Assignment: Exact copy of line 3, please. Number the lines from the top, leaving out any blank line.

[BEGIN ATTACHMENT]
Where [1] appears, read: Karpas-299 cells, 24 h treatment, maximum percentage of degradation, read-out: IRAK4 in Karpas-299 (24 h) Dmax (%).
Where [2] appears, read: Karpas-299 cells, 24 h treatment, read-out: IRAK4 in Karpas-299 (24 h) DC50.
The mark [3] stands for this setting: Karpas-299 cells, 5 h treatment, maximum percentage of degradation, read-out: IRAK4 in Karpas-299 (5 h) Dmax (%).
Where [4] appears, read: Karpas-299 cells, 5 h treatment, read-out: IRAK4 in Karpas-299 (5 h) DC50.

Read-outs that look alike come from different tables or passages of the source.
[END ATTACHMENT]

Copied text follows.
The mark [3] stands for this setting: Karpas-299 cells, 5 h treatment, maximum percentage of degradation, read-out: IRAK4 in Karpas-299 (5 h) Dmax (%).